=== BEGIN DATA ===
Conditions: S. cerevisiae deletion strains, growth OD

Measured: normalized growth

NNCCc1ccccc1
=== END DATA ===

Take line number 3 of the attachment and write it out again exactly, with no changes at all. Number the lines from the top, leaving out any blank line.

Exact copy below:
NNCCc1ccccc1